- See my article, Ten challenges for open-access journals, SPARC Open Access Newsletter, October 2, 2009, especially Section 6, "Doubts about honesty": "Are OA journals a scam? Are fee-based OA journals a scam? Are some fee-based OA journals scams? Do some observers believe that some fee-based OA journals are scams? Does this belief harm OA journals as a class? Although you edit or publish OA journals yourself, you probably gave one, two, or three "yes" answers to these five questions. That's the challenge....The challenge behind this challenge is that we rarely have more than grounds for suspicion. We'll often have doubts about our doubts about a journal's honesty. In my own mind, it's important to leave space to distinguish a scam from a clumsy start-up. An entirely honest but clumsy start-up might announce titles far in advance of their content and forget to disclose the editors or owners. My recommendation is two-sided. On the one hand, don't be the last to criticize dishonest practices and low standards. The longer you hesitate, the more it appears that you will overlook a journal's vices as long as it is OA....On the other hand, don't create a hostile or unwelcoming environment for new start-ups....The OASPA code of conduct is a beacon here. Not only does it say the right things: disclose your peer review process, your contact info, your fees, and don't spam. It is the voice of OA publishers themselves, not critics of OA publishers. It shows that OA publishers are willing to articulate these norms and willing to enforce them. It's public self-regulation. It's available for supporters, critics, and start-ups to consult it as an emerging standard....[T]he Davis/Anderson hoax from June 2009...made all OA journals look bad....You might quarrel with the word "all". Not all OA journals charge publication fees. Not all OA journals that do charge fees take the money and fail to deliver honest peer review, or even a cursory human glance. True and true. The actual number of journals like TOISCIJ [The Open Information Science Journal] is very small. But most people who hear about the Davis/Anderson hoax don't understand the distinctions among OA journals, just as most people who heard about the 1996 Sokal hoax didn't understand the distinctions among cultural studies journals or even among humanities journals. Jumping to the conclusion that the problem lies with OA as such or publication fees as such is not justified and not fair. But that's the challenge. By contrast, TA journal scams –-like the nine fake journals published by Elsevier–- seldom trigger generalizations about the faults of TA journals as such. From long familiarity, most academics have learned to discriminate among TA journals. But most are still learning to discriminate among OA journals."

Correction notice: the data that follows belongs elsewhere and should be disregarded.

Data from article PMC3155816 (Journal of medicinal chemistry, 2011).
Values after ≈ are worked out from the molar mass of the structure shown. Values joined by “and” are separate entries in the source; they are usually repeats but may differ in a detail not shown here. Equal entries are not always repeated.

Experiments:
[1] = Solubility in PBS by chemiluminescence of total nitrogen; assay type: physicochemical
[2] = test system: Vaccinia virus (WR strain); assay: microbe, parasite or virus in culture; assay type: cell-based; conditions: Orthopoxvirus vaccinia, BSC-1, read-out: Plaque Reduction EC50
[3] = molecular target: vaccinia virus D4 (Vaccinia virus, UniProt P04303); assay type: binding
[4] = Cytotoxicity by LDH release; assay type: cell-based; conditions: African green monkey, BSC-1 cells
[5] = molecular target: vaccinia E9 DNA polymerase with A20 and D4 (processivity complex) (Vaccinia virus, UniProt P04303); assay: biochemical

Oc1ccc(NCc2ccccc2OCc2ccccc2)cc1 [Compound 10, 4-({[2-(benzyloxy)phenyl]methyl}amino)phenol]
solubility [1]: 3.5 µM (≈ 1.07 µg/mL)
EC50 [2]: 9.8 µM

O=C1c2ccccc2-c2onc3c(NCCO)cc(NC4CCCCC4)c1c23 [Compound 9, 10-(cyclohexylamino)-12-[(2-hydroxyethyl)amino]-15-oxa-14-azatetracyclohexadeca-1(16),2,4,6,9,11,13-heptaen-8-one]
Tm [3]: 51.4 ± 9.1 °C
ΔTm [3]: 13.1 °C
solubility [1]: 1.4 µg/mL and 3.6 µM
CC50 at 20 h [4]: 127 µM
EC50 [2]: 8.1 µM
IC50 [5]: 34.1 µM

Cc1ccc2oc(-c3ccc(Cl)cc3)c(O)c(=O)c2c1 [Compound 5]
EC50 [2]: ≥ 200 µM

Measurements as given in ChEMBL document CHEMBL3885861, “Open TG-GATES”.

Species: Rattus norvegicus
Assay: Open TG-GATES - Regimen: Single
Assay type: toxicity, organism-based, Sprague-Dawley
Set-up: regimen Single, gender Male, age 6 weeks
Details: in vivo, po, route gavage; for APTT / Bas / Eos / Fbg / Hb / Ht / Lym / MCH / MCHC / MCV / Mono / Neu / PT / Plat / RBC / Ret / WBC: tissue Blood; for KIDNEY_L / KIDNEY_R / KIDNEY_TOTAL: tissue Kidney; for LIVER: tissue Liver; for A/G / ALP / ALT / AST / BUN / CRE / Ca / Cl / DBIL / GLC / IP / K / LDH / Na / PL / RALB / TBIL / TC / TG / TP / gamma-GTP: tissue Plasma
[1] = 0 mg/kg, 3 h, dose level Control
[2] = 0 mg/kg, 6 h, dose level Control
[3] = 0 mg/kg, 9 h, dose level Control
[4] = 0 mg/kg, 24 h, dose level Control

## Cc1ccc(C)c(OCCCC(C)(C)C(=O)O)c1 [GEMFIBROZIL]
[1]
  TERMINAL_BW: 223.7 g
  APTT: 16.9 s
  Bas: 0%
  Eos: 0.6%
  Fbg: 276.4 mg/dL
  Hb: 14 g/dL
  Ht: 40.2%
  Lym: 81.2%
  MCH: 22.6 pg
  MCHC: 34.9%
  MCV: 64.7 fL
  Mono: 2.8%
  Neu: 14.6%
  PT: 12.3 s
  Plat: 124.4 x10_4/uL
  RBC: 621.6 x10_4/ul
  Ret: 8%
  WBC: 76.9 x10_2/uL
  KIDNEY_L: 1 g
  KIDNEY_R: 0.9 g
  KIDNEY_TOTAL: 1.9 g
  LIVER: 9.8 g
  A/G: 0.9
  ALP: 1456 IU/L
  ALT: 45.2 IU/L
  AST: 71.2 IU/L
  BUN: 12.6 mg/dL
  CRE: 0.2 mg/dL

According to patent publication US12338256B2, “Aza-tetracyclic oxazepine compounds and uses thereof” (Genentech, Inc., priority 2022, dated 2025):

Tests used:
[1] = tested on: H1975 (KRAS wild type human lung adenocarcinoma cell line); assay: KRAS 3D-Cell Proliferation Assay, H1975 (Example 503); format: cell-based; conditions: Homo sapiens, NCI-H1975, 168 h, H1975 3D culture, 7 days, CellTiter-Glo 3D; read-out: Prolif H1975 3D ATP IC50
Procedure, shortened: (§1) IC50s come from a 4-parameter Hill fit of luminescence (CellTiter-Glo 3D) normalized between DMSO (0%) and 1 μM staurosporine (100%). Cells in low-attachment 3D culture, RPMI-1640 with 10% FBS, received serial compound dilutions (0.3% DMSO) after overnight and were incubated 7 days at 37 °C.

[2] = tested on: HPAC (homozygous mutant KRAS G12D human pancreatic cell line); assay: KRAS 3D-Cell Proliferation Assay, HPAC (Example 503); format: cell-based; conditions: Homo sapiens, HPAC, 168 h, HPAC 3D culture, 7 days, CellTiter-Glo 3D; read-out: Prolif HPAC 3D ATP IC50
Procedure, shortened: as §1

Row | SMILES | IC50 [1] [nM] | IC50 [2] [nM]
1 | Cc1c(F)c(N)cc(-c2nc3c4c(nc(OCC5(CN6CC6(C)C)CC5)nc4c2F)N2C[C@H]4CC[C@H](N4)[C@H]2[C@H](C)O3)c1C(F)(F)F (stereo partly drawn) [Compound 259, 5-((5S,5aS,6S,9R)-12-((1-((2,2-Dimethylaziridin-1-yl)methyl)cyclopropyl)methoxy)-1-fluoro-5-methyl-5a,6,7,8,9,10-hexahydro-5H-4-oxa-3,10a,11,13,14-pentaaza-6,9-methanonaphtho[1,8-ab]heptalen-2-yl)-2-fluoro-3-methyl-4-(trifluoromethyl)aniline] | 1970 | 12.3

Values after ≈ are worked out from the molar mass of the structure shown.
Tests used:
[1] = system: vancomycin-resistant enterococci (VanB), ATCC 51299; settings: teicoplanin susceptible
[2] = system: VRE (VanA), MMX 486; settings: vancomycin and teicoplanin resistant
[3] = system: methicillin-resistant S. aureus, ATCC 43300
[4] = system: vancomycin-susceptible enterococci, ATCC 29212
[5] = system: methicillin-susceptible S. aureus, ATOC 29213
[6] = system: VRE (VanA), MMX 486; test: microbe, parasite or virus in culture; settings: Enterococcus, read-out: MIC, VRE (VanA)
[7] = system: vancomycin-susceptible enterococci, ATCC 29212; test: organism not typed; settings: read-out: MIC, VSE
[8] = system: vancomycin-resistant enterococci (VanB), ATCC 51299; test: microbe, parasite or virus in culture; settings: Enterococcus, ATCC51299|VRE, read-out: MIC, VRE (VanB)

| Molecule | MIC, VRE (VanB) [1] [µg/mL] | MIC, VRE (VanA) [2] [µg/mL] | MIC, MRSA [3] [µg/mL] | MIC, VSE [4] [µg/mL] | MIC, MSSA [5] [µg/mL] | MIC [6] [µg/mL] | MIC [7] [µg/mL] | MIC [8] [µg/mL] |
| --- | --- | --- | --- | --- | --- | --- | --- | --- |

- At p. 50, endnote 2 (note text at p. 187). Here I'm documenting the assertion that "The number of high-quality, high-impact OA journals has only grown" since the Thomson Scientific study in 2004.
- At p. 50, I say, "Like conventional publishers, there are a few large OA publishers and a long tail of small ones...." Add these notes.
- At p. 52-53: For clarity, read the terminology box on p. 53 before starting Section 3.1 on p. 52.
- At pp. 54-55, I say, "One of the early victories of the OA movement was to get a majority of toll-access publishers and journals to give blanket permission for author-initiated green OA. But this victory remains one of the best-kept secrets of scholarly publishing, and widespread ignorance of it is the single most harmful consequence of green OA's invisibility." Add this note.